By Jesse Walker
Brendan O'Neill has a great piece in sp!ked about the hordes of phantom sex slaves invoked whenever a major international sporting event is on the horizon.
10,000 imported prostitutes were expected at the Sydney Olympic Games in 2000 (turns out there was "no hard evidence of any women having been 'imported' to Australia for the purposes of sexual exploitation"), 20,000 at the Athens games four years later (though "the Greek authorities discovered only 181 instances of people having been trafficked into Greece for the whole of 2004, and not a single one of these instances was 'trafficking for the purpose of sexual exploitation'"), 40,000 at the German World cup in 2006 (police actually found a total of five), and another 40,000 at the forthcoming World Cup in South Africa (stay tuned for the real figure!).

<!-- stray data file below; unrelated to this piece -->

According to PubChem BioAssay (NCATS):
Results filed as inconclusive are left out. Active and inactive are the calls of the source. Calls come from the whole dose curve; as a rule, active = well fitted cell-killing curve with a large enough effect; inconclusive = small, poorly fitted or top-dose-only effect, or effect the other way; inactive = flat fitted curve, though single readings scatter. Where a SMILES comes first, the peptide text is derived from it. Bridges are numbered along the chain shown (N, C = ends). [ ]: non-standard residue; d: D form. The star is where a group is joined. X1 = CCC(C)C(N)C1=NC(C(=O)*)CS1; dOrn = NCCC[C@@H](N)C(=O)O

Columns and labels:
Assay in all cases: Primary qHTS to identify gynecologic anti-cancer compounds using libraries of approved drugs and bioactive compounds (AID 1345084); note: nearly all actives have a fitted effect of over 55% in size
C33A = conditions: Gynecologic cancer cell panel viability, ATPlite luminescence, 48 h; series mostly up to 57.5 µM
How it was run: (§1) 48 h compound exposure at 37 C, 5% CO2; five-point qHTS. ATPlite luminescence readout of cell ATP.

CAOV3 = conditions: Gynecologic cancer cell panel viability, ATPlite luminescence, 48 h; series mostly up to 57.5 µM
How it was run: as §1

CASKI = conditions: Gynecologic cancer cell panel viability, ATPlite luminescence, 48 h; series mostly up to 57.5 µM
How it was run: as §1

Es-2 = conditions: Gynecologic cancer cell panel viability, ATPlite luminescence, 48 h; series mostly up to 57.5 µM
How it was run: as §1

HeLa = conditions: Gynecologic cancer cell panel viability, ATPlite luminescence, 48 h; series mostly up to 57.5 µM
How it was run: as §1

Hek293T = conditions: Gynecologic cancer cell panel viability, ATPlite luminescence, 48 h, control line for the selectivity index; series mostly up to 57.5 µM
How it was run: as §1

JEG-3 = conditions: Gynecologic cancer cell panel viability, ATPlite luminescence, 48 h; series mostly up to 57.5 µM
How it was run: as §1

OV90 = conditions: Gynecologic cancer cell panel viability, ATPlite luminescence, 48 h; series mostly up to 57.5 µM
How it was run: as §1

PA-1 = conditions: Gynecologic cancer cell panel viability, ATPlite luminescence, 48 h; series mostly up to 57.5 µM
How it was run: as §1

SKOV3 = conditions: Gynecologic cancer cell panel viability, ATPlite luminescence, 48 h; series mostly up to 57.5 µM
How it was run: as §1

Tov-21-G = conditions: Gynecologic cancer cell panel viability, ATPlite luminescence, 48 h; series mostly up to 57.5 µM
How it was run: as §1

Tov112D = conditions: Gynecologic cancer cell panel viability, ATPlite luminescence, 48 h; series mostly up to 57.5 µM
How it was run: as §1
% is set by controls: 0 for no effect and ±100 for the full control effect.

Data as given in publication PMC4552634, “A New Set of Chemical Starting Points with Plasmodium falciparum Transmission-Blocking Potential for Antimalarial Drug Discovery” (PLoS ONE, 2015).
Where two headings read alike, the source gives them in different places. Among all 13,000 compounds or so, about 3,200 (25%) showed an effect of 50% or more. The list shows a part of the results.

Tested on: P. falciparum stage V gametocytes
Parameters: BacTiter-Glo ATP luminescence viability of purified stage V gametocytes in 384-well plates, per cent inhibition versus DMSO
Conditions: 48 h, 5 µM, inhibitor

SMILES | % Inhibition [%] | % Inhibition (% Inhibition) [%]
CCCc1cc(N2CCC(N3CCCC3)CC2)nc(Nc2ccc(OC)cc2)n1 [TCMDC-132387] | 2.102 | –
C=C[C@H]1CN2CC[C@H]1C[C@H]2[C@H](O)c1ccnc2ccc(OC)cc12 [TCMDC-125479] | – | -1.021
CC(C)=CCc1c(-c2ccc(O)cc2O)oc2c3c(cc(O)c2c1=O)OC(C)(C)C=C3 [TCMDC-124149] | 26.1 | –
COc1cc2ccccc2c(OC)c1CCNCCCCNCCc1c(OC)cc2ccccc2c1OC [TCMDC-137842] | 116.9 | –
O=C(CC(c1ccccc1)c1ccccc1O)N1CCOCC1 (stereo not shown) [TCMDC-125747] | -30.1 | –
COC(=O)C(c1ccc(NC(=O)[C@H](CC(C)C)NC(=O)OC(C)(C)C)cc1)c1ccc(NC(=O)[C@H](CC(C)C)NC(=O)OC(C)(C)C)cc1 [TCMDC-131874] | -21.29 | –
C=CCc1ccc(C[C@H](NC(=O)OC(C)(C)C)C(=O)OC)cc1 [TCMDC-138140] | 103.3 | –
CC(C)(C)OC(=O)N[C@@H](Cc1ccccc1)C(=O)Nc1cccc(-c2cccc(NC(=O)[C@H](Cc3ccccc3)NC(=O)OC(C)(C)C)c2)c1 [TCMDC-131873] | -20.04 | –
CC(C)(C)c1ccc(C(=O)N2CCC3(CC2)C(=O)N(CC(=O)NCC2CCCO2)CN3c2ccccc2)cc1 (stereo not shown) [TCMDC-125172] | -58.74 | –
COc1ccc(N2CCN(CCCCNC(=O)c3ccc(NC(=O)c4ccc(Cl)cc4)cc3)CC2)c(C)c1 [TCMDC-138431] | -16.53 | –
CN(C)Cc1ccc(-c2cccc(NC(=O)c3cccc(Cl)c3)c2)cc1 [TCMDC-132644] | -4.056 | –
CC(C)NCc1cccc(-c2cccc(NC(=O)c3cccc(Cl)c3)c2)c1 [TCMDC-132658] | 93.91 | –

O'Neill concludes that this recurring scare "speaks to an elite fear of unpredictable movements across borders, of working-class male behaviour, and of Third World women being easily tricked into a life of sexual bondage" -- and he notes that the British government is already warning the public about the sexual servitude to come when London hosts the 2012 Olympic Games.
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Elsewhere in Reason: Joanne McNeill describes the "white slavery" panic of a century ago.